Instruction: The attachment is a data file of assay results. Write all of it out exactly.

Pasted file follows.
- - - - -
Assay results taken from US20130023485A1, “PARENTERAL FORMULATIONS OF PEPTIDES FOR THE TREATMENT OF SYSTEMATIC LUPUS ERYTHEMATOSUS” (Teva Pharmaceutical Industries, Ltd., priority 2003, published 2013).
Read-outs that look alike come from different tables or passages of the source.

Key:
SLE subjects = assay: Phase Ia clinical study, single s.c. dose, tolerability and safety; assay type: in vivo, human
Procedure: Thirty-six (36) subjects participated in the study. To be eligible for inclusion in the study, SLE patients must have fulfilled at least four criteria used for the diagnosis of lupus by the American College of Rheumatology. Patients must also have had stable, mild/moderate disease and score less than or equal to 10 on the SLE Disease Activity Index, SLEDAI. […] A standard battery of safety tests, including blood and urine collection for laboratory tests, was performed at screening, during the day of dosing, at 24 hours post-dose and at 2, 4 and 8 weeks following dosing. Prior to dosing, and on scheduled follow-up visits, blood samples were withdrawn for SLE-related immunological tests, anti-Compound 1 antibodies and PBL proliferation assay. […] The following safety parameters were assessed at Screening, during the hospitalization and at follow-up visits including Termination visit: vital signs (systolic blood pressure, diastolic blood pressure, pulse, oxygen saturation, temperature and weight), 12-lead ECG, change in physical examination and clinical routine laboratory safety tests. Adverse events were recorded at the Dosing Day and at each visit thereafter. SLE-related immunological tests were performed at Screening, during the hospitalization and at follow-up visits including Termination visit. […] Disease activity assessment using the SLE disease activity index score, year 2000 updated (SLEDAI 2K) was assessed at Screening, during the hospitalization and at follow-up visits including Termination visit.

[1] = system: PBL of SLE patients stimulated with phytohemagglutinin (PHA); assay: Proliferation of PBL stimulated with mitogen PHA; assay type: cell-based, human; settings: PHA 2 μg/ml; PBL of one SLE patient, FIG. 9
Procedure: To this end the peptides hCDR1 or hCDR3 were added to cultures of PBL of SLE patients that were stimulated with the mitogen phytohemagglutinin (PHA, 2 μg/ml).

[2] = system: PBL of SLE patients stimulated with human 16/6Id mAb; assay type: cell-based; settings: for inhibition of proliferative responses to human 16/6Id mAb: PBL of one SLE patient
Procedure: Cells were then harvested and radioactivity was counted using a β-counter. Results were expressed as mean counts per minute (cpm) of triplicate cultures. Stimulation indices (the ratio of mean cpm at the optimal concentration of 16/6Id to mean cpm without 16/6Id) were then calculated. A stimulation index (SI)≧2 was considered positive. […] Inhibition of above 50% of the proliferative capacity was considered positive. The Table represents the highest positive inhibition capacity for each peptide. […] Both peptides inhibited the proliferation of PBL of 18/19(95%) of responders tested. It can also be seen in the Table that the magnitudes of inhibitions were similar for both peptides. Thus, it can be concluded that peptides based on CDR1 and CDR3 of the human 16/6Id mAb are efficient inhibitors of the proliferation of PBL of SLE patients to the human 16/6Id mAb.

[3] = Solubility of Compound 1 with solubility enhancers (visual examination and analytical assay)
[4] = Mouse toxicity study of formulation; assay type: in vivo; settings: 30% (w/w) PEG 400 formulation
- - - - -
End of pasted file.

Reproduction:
Assay results taken from US20130023485A1, “PARENTERAL FORMULATIONS OF PEPTIDES FOR THE TREATMENT OF SYSTEMATIC LUPUS ERYTHEMATOSUS” (Teva Pharmaceutical Industries, Ltd., priority 2003, published 2013).
Read-outs that look alike come from different tables or passages of the source.

Key:
SLE subjects = assay: Phase Ia clinical study, single s.c. dose, tolerability and safety; assay type: in vivo, human
Procedure: Thirty-six (36) subjects participated in the study. To be eligible for inclusion in the study, SLE patients must have fulfilled at least four criteria used for the diagnosis of lupus by the American College of Rheumatology. Patients must also have had stable, mild/moderate disease and score less than or equal to 10 on the SLE Disease Activity Index, SLEDAI. […] A standard battery of safety tests, including blood and urine collection for laboratory tests, was performed at screening, during the day of dosing, at 24 hours post-dose and at 2, 4 and 8 weeks following dosing. Prior to dosing, and on scheduled follow-up visits, blood samples were withdrawn for SLE-related immunological tests, anti-Compound 1 antibodies and PBL proliferation assay. […] The following safety parameters were assessed at Screening, during the hospitalization and at follow-up visits including Termination visit: vital signs (systolic blood pressure, diastolic blood pressure, pulse, oxygen saturation, temperature and weight), 12-lead ECG, change in physical examination and clinical routine laboratory safety tests. Adverse events were recorded at the Dosing Day and at each visit thereafter. SLE-related immunological tests were performed at Screening, during the hospitalization and at follow-up visits including Termination visit. […] Disease activity assessment using the SLE disease activity index score, year 2000 updated (SLEDAI 2K) was assessed at Screening, during the hospitalization and at follow-up visits including Termination visit.

[1] = system: PBL of SLE patients stimulated with phytohemagglutinin (PHA); assay: Proliferation of PBL stimulated with mitogen PHA; assay type: cell-based, human; settings: PHA 2 μg/ml; PBL of one SLE patient, FIG. 9
Procedure: To this end the peptides hCDR1 or hCDR3 were added to cultures of PBL of SLE patients that were stimulated with the mitogen phytohemagglutinin (PHA, 2 μg/ml).

[2] = system: PBL of SLE patients stimulated with human 16/6Id mAb; assay type: cell-based; settings: for inhibition of proliferative responses to human 16/6Id mAb: PBL of one SLE patient
Procedure: Cells were then harvested and radioactivity was counted using a β-counter. Results were expressed as mean counts per minute (cpm) of triplicate cultures. Stimulation indices (the ratio of mean cpm at the optimal concentration of 16/6Id to mean cpm without 16/6Id) were then calculated. A stimulation index (SI)≧2 was considered positive. […] Inhibition of above 50% of the proliferative capacity was considered positive. The Table represents the highest positive inhibition capacity for each peptide. […] Both peptides inhibited the proliferation of PBL of 18/19(95%) of responders tested. It can also be seen in the Table that the magnitudes of inhibitions were similar for both peptides. Thus, it can be concluded that peptides based on CDR1 and CDR3 of the human 16/6Id mAb are efficient inhibitors of the proliferation of PBL of SLE patients to the human 16/6Id mAb.

[3] = Solubility of Compound 1 with solubility enhancers (visual examination and analytical assay)
[4] = Mouse toxicity study of formulation; assay type: in vivo; settings: 30% (w/w) PEG 400 formulation